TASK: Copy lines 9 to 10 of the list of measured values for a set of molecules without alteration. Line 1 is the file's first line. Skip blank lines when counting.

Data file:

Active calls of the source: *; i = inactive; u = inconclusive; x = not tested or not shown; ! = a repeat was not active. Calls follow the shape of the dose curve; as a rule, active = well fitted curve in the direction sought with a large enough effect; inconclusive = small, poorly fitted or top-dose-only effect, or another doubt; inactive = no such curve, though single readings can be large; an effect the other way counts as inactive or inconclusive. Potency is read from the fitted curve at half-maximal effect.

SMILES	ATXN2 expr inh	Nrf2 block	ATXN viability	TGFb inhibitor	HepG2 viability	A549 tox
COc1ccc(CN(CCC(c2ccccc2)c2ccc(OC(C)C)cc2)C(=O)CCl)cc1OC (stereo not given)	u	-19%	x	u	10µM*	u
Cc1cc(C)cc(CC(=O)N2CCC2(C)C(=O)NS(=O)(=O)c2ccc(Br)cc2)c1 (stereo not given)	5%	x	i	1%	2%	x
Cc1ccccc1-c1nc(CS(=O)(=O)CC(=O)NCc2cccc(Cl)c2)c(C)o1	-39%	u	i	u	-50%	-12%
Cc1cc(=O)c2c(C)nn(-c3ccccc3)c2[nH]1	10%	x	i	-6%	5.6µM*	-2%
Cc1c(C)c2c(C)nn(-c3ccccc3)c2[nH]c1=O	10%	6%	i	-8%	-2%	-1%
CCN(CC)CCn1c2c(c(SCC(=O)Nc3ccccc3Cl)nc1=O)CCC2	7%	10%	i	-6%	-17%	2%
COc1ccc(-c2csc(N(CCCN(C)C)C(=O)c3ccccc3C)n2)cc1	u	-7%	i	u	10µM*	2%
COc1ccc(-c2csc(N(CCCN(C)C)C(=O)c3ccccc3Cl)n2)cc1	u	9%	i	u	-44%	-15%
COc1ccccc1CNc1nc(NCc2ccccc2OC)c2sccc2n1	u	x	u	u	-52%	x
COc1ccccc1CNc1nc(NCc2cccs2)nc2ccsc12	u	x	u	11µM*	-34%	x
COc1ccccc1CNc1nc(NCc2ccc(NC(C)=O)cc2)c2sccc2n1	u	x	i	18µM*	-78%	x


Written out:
COc1ccc(-c2csc(N(CCCN(C)C)C(=O)c3ccccc3C)n2)cc1	u	-7%	i	u	10µM*	2%
COc1ccc(-c2csc(N(CCCN(C)C)C(=O)c3ccccc3Cl)n2)cc1	u	9%	i	u	-44%	-15%